Cornell Law Review Volume 103 Issue 1

Panel Assignment in the Federal Courts of Appeals

It is common knowledge that the federal courts of appeals typically hear cases in panels of three judges and that the composition of the panel can have significant consequences for case outcomes and for legal doctrine more generally. Yet neither legal scholars nor social scientists have focused on the question of how judges are selected for their panels. Instead, a substantial body of scholarship simply assumes that panel assignment is random.

This Article provides what, up until this point, has been a missing account of panel assignment. Drawing on a multiyear qualitative study of five circuit courts, including in-depth interviews with thirty-five judges and senior administrators, I show that strictly random selection is a myth, and an improbable one at that – in many instances, it would have been impossible as a practical matter for the courts studied here to create their panels by random draw. Although the courts generally tried to “mix up” the judges, the chief judges and clerks responsible for setting the calendar also took into account various other factors, from collegiality to efficiency-based considerations. Notably, those factors differed from one court to the next; no two courts approached the challenge of panel assignment in precisely the same way.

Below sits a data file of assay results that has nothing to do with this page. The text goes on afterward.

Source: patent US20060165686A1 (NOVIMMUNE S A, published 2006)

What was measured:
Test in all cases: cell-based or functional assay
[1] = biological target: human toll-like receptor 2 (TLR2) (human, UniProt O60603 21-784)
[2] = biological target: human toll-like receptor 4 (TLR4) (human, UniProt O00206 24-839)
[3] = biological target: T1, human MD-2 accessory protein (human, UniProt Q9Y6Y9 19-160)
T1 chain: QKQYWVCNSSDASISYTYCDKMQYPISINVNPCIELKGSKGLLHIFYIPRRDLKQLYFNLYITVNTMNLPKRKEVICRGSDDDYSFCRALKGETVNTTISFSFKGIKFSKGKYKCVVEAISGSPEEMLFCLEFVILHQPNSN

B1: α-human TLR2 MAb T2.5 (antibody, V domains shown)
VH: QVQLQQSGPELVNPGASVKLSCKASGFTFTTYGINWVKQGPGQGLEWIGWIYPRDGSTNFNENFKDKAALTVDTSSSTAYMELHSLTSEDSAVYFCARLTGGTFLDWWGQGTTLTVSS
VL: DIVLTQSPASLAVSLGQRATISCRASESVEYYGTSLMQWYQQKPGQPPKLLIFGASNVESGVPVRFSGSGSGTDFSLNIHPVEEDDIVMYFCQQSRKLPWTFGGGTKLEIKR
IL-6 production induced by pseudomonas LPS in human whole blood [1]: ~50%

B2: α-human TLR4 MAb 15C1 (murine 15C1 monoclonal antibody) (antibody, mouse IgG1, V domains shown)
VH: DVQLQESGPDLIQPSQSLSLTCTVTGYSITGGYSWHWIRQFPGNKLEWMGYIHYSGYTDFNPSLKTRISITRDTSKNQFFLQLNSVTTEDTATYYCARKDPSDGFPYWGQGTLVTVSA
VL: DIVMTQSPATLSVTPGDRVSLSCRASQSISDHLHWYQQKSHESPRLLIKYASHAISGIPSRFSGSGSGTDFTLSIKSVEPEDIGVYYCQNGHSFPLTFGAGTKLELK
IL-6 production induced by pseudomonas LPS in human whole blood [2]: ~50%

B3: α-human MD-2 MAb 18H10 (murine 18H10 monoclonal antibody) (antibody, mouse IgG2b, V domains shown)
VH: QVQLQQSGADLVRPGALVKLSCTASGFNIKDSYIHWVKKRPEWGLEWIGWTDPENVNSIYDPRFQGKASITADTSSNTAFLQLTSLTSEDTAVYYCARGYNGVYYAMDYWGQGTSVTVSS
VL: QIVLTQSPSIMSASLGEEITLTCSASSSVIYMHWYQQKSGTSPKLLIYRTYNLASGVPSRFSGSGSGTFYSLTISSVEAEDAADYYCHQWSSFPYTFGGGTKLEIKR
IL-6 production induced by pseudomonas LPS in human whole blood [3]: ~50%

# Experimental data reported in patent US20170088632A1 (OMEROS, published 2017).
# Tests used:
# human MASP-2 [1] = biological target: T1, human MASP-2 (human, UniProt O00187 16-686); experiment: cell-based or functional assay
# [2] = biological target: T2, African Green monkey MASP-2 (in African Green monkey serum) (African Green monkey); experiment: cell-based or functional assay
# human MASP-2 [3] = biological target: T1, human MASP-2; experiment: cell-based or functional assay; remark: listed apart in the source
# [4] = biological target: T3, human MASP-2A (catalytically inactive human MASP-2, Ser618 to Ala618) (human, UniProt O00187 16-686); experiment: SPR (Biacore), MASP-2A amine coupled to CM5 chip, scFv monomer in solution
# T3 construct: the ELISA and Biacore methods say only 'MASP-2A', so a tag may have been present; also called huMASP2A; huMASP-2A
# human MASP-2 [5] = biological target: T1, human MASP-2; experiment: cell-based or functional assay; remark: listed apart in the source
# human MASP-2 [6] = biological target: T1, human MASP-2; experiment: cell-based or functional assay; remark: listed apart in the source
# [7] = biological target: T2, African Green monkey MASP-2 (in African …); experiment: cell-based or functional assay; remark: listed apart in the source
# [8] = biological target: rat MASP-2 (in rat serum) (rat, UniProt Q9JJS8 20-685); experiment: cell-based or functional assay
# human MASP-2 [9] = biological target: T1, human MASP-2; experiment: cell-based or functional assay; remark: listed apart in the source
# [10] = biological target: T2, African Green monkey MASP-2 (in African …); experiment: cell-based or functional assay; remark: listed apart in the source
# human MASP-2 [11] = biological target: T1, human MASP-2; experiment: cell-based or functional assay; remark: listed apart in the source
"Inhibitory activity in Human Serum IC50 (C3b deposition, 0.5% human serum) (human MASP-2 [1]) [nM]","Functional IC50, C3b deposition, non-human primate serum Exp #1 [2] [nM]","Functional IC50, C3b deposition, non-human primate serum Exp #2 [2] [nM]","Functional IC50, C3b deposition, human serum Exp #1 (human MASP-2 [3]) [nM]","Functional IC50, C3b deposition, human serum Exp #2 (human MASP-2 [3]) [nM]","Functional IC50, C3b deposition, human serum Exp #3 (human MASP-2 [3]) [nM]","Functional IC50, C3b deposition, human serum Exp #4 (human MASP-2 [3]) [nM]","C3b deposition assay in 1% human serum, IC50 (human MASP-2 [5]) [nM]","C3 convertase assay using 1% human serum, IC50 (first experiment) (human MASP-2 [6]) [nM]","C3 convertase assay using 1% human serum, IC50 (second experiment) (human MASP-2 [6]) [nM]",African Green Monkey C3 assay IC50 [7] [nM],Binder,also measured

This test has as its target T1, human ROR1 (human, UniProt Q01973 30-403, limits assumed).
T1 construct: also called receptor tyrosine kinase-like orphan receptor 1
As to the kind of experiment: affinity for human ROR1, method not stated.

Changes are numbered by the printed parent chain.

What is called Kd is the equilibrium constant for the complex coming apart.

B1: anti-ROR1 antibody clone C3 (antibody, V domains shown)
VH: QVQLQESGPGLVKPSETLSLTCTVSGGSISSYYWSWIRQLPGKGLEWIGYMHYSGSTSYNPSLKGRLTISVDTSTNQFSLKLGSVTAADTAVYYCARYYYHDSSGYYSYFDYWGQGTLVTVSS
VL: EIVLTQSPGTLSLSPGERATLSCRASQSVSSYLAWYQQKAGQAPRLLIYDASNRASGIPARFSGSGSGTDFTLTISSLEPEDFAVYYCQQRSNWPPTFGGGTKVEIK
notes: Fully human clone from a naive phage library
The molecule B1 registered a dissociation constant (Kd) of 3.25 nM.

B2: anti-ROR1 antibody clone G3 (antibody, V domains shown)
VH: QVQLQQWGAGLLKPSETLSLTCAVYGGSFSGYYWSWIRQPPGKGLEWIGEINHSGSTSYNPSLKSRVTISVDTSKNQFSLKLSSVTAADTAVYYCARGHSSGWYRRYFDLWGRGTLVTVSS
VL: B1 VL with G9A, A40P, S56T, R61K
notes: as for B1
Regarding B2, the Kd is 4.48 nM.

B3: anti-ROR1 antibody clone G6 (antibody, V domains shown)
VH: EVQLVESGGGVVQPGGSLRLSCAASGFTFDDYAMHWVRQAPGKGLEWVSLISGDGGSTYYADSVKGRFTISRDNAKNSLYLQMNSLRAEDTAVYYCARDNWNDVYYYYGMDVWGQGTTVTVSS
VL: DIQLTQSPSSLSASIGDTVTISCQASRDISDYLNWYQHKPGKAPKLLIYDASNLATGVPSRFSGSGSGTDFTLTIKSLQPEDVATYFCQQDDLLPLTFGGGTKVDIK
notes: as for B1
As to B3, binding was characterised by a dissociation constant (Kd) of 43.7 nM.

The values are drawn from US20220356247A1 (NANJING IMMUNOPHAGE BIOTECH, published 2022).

These findings pose an important challenge to the widespread assumption of panel randomness and reveal key normative questions that have been largely ignored in the literature. Although randomness is regarded as the default selection method across much of judicial administration, there is little exposition of why it is valuable. What, exactly, is desirable about having judges brought together randomly in the first place? What, if anything, is problematic about nonrandom methods of selection? This Article sets out to clarify both the costs and benefits of randomness, arguing that there can be valid reasons to depart from it. As such, it provides a framework for assessing different panel assignment practices and the myriad other court practices that rely, to some extent, on randomness.

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